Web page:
As explained in the preamble to the NPRM and the final rule, although information about the current or past health status of both a spouse and children is considered genetic information about an employee, the possibility that an employee may be discriminated against based on genetic information is greater when an employer has access to health information of the employee's children. There is minimal, if any, chance of determining information about an employee's genetic make-up or predisposition to disease from health information about the employee's spouse. By contrast, there is a significantly higher likelihood of discoveringinformation about an employee's genetic make-up or predisposition todisease from health information about the employee's children.
The final rule reiterates that employers may offer children the opportunity to participate in wellness programs, as long as they are not offered inducements in exchange for information about their current health status or about their genetic information. It also clarifies that the prohibition on offering inducements in exchange for information about the current or past health status of children applies to adult and minor children.
The proposed rule prohibited an employer from requiring an employee or spouse to agree to the sale of health information in exchange for an inducement or as a condition for participating in a wellness program. The final rule has been expanded to include -- in addition to sale -- exchange, transfer, or other distribution. Some public comments indicated that genetic information may be transferred from one entity to another by means other than a sale.
The final preamble also references some best practices for ensuring confidentiality including establishing clear policies, training staff who handle confidential information, encryption of information stored electronically, and prompt reporting
of data breaches. The same kinds of best practices are referenced in the Appendix (Interpretive Guidance) to the ADA final rule.
The requirement that genetic information gathered as part of a wellness program be disclosed to employers only in aggregate terms has not been changed by the final rule, and that limitation on disclosure continues to apply.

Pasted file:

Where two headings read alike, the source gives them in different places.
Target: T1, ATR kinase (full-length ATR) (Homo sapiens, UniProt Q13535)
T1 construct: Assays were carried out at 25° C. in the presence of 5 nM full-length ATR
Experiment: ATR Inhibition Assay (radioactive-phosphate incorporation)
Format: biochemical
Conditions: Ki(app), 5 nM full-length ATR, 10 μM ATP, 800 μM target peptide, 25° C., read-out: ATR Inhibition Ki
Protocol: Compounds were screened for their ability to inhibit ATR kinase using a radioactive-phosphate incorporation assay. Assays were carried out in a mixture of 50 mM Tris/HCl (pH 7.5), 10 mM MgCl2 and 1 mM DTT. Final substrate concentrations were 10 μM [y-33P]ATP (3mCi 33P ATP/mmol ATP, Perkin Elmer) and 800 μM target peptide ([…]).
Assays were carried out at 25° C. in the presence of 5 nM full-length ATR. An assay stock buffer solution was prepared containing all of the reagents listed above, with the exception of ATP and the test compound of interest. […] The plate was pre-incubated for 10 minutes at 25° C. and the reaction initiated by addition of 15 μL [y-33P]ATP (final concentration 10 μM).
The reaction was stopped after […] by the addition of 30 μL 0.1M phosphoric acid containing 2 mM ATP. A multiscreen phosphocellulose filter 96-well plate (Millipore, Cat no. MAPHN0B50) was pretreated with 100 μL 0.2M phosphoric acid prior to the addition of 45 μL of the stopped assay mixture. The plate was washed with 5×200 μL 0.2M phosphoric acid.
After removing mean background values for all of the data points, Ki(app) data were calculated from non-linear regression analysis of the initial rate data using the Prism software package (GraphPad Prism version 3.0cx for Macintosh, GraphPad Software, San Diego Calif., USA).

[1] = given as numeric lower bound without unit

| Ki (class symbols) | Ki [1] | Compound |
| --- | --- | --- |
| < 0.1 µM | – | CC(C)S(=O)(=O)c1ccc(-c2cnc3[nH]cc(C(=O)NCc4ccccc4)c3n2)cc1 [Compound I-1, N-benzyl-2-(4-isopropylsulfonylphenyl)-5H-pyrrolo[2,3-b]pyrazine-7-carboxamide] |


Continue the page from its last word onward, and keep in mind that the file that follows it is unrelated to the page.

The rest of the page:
Yes. For example, where a wellness program is part of a group health plan, HIPAA's privacy, security, and breach notification rules protect information collected from or created about participants that can be used to identify them (such as their address or birth date) and that relates to any past or present health condition and sets limits on the uses and disclosures that may be made of such information. An employer that sponsors a group health plan may receive this information but must certify to the plan that it will safeguard and not improperly use or share it.
Yes. The final rule includes a new paragraph that prohibits employers from denying access to health insurance or any package of benefits to, or retaliating against, any employee whose spouse refuses to provide information about his or her current or past health status to an employer wellness program.
As with the proposed rule, the final rule also makes clear that an employer is permitted to request information about the current or past health status of an employee's spouse who is completing a HRA on a voluntary basis, as long as the employer follows GINA rules about requesting genetic information when offering health or genetic services. These rules include requirements that the spouse provide prior, knowing, written, and voluntary authorization for the employer to collect genetic information, just as the employee must do, and that inducements in exchange for this information are limited.
The final rule also makes several technical changes proposed in the NPRM, including re-numbering paragraphs due to the addition of new material, correcting an erroneous cross-reference in the original regulations, eliminating the word "financial" to describe incentives to account for in-kind incentives, and adding references, where needed, to HIPAA and the Affordable Care Act.
Yes. As with the proposed rule, EEOC coordinated extensively with these agencies in developing the final rule. EEOC sought to promote consistency, to the extent possible, between this rule, HIPAA, as amended by the Affordable Care Act, and Title I of GINA with respect to wellness program incentives, while also ensuring the greatest protection possible for employees under title II of GINA.
The provisions of the final rule related to wellness program inducements will apply only prospectively to employer-sponsored wellness programs as of the first day of the first plan year that begins on or after January 1, 2017, for the health plan used to determine the level of inducement permitted under this rule. For example, if the health plan that is used to calculate the permissible inducement limit begins on January 1, 2017, that is the date on which the rules governing inducements apply to the employer-sponsored wellness program. If the plan used to calculate the level of inducements begins on March 1, 2017, then March 1, 2017 is the date on which the wellness program begins.
The effective date is the date on which the rule will be in the Code of Federal Regulations, the official publication for federal regulations. The applicability date is the date on which employers have to comply with the provisions limiting inducements.
Yes. As noted above, on May 17, 2016, the same day the final GINA rule was issued, EEOC issued the final rule to amend the ADA regulations, at 29 C.F.R. Section 1630.14(d), "Other Acceptable Examinations and Inquiries," and the Interpretive Guidance (related to employer wellness programs). The final ADA rule provides guidance on the extent to which the ADA permits employers to offer incentives to employees who respond to disability-related inquiries or undergo medical examinations as part of wellness programs.
 Unless otherwise noted, the term "GINA" refers to Title II of GINA.